As an undergraduate, I interacted with biology professors who were dedicated to teaching their students. I had the opportunity to work along side them as a teaching assistant, and with the guidance of these mentors I found that I enjoyed helping other students understand biology. As a result, I went on to graduate and postgraduate studies with the goal of pursuing a teaching-focused career. I earned a Ph.D. in cellular biology and did postdoctoral studies in molecular biology. My research has focused on understanding the control of gene expression in the protozoan parasite Leishmania tropic, the model organism Saccharomyces cerevisiae, and in MCF7 breast cancer cells. While in my first faculty position, I decided to turn my lifelong interest in student learning into my area of research.
At University of Georgia, I am in a unique tenure-track position where I conduct biology education research as a member of a life science department. The long-term goal of my research program is to use metacognition to enhance student learning in undergraduate biology courses. Metacognition is what we know about our thinking and how we regulate our thinking to facilitate our own learning. It is a critical component of learning that contributes to learning outcomes, academic performance and problem solving. My lab studies undergraduate metacognitive development, and we are working to identify effective ways to accelerate its growth. By providing students with metacognitive training we also hope to help them become self-regulated learners, which will serve them well beyond their time at the university.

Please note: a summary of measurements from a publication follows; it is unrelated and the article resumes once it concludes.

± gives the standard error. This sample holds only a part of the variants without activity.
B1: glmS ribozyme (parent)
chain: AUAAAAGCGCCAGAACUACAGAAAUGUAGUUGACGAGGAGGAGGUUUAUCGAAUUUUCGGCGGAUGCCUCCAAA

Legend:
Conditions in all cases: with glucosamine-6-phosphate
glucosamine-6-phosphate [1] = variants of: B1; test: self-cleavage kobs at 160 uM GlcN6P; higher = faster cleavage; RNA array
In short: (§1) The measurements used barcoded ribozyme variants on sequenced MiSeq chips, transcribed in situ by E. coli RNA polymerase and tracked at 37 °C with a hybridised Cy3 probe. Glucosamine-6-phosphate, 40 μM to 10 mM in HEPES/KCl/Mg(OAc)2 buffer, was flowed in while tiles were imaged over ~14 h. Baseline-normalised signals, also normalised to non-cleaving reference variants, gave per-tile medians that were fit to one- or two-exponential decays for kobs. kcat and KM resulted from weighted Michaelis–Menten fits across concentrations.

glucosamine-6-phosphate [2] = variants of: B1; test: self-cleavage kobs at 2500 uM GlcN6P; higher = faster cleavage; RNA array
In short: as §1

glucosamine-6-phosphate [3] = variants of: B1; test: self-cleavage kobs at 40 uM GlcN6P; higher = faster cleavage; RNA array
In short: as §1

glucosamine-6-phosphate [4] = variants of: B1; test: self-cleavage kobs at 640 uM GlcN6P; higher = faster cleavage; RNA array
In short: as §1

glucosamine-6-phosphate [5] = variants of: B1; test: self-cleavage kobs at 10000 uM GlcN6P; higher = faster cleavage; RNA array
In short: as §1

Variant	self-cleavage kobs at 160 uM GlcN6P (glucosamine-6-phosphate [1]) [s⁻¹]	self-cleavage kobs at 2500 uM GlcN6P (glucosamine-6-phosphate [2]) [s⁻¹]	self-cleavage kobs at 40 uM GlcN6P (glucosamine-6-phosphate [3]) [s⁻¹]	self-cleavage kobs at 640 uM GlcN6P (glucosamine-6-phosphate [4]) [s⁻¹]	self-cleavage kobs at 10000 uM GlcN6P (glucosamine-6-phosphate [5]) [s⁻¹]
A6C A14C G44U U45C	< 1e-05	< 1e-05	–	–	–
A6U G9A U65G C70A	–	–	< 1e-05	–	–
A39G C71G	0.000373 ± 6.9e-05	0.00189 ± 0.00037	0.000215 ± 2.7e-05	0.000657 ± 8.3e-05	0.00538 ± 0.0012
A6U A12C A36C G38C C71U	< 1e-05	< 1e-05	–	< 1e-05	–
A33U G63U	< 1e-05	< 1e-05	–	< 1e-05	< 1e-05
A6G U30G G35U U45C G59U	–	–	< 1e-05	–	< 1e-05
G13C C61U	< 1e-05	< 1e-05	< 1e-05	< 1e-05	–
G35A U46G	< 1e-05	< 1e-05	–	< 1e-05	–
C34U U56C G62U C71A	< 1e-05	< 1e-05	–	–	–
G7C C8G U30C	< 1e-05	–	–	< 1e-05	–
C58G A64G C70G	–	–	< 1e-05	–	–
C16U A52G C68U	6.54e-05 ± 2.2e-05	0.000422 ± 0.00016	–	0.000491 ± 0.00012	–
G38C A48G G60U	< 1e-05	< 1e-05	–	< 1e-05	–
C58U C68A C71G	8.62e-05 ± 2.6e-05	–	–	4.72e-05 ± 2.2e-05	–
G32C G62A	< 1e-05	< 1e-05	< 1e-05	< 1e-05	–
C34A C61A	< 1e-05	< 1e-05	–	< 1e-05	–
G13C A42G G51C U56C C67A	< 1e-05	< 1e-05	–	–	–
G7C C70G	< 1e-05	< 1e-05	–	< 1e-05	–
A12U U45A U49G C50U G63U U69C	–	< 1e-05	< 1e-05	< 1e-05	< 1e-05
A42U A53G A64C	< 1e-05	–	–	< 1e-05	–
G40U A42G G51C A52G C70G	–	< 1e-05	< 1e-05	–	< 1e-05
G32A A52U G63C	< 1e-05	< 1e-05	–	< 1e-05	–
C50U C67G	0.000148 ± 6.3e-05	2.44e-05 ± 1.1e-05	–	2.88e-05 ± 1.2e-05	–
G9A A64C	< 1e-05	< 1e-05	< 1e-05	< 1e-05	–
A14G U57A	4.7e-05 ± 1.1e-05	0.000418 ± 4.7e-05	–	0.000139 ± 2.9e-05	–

I am PI and Director of an NSF-funded Research Experience for Undergraduates (REU) in Undergraduate Biology Education Research (UBER). Each summer UBER brings students from across the country to Athens for a nine-week program focused on research in teaching and learning. Students are paired with faculty mentors from the Departments of Biochemistry and Molecular Biology, Cellular Biology, Genetics, Mathematics and Science Education, and Plant Biology. More information can be found at our website: http://uber.coe.uga.edu/.